Search All News
With a genome that’s regularly broken into 225,000 pieces and reassembled, a pond protist may be the perfect creature to teach us how genomic stability—often lost in cancer—is maintained.
A new study finds that regulatory gene variants can affect the severity of a genetic disease among people with the same protein-coding mutation.
Neurons mature and acquire their firing properties with the help of Rbfox genes, a family of genes linked to autism and other neurodevelopmental disorders.
- January 27, 2016
The new facility within the Systems Biology department will promote the design and implementation of new experimental methods for the study and engineering of biological systems.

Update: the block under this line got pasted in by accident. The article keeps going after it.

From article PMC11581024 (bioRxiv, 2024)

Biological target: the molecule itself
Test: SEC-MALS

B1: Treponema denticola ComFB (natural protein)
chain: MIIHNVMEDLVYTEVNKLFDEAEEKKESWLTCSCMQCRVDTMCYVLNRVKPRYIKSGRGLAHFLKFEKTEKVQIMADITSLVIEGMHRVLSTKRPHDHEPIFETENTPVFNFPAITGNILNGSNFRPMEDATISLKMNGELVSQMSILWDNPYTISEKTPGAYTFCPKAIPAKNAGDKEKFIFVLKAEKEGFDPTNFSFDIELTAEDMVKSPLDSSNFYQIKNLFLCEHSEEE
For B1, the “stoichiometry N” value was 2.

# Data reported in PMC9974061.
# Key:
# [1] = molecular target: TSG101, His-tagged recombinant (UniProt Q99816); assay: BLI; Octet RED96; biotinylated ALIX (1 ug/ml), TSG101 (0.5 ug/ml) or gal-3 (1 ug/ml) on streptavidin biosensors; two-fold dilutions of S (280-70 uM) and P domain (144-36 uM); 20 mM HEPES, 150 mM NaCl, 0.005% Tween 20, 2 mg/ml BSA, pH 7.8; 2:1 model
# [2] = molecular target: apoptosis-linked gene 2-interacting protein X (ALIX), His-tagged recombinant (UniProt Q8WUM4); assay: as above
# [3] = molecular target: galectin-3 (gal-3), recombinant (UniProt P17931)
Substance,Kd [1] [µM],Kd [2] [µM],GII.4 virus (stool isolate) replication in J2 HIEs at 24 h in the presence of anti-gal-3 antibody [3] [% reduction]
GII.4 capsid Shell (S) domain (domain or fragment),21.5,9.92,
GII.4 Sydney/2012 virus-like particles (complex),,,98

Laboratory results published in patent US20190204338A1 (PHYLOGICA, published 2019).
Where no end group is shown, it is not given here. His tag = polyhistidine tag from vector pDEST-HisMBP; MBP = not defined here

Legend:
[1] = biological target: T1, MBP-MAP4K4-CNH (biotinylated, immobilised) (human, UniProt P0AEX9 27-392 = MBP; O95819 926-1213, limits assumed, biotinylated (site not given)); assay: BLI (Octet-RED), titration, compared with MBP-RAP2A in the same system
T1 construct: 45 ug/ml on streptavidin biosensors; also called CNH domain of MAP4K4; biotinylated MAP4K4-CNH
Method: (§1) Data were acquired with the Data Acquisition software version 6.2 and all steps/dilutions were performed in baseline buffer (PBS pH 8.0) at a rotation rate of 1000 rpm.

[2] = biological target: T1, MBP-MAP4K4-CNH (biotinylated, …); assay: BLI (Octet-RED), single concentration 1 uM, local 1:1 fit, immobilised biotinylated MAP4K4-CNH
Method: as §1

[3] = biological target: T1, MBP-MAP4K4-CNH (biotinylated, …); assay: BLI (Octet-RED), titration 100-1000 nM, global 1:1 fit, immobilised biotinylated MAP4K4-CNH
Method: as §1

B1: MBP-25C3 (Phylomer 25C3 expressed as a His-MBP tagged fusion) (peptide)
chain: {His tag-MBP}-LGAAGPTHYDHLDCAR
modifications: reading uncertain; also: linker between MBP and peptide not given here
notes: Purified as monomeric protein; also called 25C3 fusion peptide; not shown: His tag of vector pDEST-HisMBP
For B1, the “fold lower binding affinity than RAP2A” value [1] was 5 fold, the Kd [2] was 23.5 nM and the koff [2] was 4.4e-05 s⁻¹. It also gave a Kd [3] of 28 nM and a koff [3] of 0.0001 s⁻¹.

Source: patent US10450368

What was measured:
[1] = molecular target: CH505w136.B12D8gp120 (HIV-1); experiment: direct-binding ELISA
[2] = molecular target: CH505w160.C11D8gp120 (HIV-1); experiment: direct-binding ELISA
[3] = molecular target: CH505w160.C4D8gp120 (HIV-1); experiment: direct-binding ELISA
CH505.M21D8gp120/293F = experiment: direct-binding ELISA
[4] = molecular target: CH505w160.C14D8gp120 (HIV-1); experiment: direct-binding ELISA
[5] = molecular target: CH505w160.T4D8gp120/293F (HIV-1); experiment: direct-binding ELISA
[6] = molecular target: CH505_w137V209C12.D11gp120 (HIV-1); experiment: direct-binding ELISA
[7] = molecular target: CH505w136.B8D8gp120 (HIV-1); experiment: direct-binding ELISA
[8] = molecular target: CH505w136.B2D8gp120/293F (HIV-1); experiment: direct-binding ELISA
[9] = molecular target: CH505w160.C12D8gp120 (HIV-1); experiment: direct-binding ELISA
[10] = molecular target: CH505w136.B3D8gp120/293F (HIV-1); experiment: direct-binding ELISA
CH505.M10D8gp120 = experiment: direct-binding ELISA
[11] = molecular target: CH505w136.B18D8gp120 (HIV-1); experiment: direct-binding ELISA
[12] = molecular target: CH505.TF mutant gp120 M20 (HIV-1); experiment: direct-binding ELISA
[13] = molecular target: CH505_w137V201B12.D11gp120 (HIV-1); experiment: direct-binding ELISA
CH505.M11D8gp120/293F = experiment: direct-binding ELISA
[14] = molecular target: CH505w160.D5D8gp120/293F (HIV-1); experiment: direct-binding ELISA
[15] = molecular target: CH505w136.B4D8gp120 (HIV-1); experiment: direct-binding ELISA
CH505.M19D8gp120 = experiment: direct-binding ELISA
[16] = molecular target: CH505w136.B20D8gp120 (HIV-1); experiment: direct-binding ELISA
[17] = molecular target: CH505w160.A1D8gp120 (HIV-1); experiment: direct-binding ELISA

- November 25, 2015
Open-source library describes nearly 43,000 effects on the human body.
- November 2, 2015
Yufeng Shen, Peter Sims, and Chaolin Zhang have designed a new team-taught course that covers both the experimental and analytical basics of next-generation sequencing.
- October 12, 2015
Andrea Califano and his investigative team discover a molecular signaling mechanism underlying a specific type of highly aggressive breast cancer.
- July 23, 2015
Researchers have developed a computer algorithm that is helping scientists see how drugs produce pharmacological effects inside the body.
- June 8, 2015
Columbia University scientists have developed a computational method to investigate the relationship between birth month and disease risk.
- October 9, 2014
Using an innovative algorithm, CUMC researchers have found that loss of a gene called KLHL9 is the driving force behind the most aggressive form of glioblastoma, the most common form of brain cancer.